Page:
ID researchers define it as: “[A] system of several well-matched, interacting parts that contribute to the basic function, wherein the removal of any one of them causes the system to cease functioning. [It] cannot be produced directly by slight, successive modifications of a precursor system, because any precursor . . . that is missing a part is by definition nonfunctional.”{11} A mindless evolutionary process cannot create a number of new, unique parts that must function together before creating any value.

However, Collins believes nothing is too hard for evolution given enough time. He states, “Examples . . . of irreducible complexity are clearly showing signs of how they could have been assembled by evolution in a gradual step-by-step process. . . Darwinism predicts that plausible intermediate steps must have existed, . . . ID. . . sets forth a straw man scenario that no serious student of biology would accept.”{12}

One of Collins’s examples, the bacterial flagellum, is “a marvelous swimming device”{13} which includes a propeller surface and a motor to rotate it. ID researchers identify it as an irreducibly complex. Collins suggests this conclusion has been “fundamentally undercut,” stating that one protein sequence used in the flagellum is also used in a different apparatus in other bacteria. “Granted, [it] is just one piece of the flagellum’s puzzle, and we are far from filling in the whole picture (if we ever can). But each such new puzzle piece provides a natural explanation for a step that ID had relegated to supernatural forces, . . .”{14}

Today, seven years later, ID researchers are not backing off. A recent article concludes, “The claim . . . to have refuted . . . the bacterial flagellum is unfounded. Although there are sub-components . . . that are dispensable . . ., there are numerous subsystems within the flagellum that require multiple coordinated mutations. [It] is not the kind of structure that one can . . . envision being produced in Darwinian step-wise fashion.”{15}

Evolutionists have been trying for over 15 years to attack irreducible complexity. Rather than discrediting the theory, their efforts have shown how difficult it is to do so. Collins’s claims put him in the company of those relying on the ignorance of their audience to cow them with logically flawed arguments.

God of the Gaps and Ad Hominem Attacks

Francis Collins states, “ID is a ‘God of the gaps’ theory, inserting . . . the need for supernatural intervention in places its proponents claim science cannot explain.”{16}

This statement mischaracterizes Intelligent Design. “ID is not based on an argument from ignorance.”{17} It looks for conditions indicating intelligence was required to produce an observed result. The event must be exceedingly improbable due to random events and it must conform to a meaningful pattern. “Does a forensic scientist commit an ‘arson-of-the-gaps’ fallacy in inferring that a fire was started deliberately. . .? To assume that every phenomenon that we cannot explain must have a materialistic explanation is to commit a converse ‘materialism-of-the-gaps’ fallacy.”{18}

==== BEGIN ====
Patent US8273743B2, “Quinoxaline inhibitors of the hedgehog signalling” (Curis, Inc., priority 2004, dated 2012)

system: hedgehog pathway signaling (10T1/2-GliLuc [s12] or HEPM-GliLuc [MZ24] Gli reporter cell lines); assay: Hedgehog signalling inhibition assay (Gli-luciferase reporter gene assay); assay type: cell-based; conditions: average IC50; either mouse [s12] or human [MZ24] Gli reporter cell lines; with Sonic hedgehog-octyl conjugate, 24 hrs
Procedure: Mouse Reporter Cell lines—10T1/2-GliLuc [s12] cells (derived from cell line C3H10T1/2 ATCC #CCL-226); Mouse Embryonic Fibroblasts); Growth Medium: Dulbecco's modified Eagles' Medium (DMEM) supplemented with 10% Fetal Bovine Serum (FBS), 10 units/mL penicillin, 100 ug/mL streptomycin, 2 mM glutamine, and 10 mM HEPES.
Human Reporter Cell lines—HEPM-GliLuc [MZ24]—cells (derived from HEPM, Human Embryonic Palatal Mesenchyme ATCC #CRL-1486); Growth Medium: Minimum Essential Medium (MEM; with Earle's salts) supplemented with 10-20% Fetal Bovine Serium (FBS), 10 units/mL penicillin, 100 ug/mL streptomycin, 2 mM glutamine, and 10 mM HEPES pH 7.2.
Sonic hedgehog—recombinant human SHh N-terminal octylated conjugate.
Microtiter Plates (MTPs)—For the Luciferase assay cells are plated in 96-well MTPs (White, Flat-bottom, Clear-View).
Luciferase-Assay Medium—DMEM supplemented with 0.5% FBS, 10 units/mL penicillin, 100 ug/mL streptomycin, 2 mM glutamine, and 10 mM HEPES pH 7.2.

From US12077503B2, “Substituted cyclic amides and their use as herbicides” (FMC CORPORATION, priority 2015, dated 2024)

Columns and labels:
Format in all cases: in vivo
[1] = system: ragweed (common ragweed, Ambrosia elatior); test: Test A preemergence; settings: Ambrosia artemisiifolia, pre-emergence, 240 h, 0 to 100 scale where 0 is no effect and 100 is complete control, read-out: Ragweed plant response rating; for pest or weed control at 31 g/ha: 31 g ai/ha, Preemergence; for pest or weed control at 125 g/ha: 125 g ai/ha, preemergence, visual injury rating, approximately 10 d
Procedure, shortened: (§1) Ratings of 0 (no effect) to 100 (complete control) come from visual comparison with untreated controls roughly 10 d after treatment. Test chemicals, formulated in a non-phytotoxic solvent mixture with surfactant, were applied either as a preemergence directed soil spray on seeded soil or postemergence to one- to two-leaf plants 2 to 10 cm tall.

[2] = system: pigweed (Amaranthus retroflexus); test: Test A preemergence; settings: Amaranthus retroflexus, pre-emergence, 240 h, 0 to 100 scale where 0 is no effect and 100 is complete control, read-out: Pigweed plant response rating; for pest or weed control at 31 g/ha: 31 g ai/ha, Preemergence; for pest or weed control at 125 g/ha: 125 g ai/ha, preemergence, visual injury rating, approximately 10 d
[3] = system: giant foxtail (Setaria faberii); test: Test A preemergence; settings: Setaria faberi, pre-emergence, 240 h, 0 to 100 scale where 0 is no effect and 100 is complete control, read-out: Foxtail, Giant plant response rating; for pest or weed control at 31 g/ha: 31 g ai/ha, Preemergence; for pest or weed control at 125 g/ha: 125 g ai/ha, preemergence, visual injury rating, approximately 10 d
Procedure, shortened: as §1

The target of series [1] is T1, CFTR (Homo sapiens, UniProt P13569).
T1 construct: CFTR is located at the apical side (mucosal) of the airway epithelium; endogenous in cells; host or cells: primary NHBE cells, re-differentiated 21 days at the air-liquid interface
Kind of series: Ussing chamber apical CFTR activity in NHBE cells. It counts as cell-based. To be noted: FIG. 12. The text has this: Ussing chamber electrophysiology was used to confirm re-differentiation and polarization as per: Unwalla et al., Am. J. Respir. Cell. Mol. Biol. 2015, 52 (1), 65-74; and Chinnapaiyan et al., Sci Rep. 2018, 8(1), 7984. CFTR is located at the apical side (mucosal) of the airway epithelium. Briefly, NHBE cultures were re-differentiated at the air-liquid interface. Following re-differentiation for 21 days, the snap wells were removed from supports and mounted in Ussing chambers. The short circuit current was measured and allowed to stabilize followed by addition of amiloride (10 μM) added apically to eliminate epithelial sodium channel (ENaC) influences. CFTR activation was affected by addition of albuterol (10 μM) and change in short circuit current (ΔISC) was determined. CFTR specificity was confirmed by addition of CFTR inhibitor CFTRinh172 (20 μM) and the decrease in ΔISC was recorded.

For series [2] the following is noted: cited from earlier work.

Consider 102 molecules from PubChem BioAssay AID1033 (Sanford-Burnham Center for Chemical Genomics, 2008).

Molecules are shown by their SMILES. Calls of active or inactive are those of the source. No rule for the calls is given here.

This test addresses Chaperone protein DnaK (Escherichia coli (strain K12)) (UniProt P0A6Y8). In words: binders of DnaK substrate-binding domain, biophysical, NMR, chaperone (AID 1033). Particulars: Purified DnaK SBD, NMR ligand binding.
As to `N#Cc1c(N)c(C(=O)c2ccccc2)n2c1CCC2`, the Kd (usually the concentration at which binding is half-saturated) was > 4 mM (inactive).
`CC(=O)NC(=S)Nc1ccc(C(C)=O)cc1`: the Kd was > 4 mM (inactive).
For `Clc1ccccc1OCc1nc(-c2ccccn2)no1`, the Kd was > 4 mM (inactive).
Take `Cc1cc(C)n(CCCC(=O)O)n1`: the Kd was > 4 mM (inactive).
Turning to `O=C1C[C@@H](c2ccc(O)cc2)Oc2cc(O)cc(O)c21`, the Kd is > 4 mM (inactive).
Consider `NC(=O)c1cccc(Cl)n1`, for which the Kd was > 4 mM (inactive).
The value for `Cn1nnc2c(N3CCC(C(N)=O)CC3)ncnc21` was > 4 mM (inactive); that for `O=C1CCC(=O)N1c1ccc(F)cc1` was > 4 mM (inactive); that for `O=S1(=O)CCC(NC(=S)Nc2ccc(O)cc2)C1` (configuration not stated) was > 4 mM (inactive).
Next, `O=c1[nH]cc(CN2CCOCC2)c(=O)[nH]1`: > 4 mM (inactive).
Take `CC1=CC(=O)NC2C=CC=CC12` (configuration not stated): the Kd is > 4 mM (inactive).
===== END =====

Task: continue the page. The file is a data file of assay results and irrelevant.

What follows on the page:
ID researchers identify signs that are consistent with intelligent design and examine real world events for those same signs. In addition, a number of non-ID scientists having reached the conclusion that Darwinism is not sufficient, are looking at other mechanisms to explain certain features of life.

Another aspect of Collins’s defense of theistic evolution is using overstated and unsubstantiated attacks to discredit other views.

Of the young earth creationists, he states, “If these claims were actually true, it would lead to a complete and irreversible collapse of the sciences of physics, chemistry, cosmology, geology, and biology.”{19} This is a gross overstatement. In truth, belief in a young earth creation does not prevent one from making predictions based on micro-evolutionary effects or investigating the physical laws of the universe from a microscopic to an intergalactic level.

Collins also states, “No serious biologist today doubts the theory of evolution.”{20} And, “ID’s central premise . . . sets forth a straw man scenario that no serious student of biology would accept.”{21} So, those differing with Collins are not even serious students of biology. Collins ignores the over 800 Ph.D.s who signed a document questioning the ability of Darwinian theory to explain life.{22}

In discrediting ID, he misrepresents the premise of this field, saying ID is designed to resist an atheistic worldview. As one researcher, William Dembski, explains, “Intelligent Design attempts only to explain the arrangement of materials within an already given world. Design theorists argue that certain arrangements of matter, especially in biological systems, clearly signal a designing influence.”{23}

Collins would rather pursue an answer that was wrong and exclude the actions of an intelligent designer, than consider the possibility of intelligent design.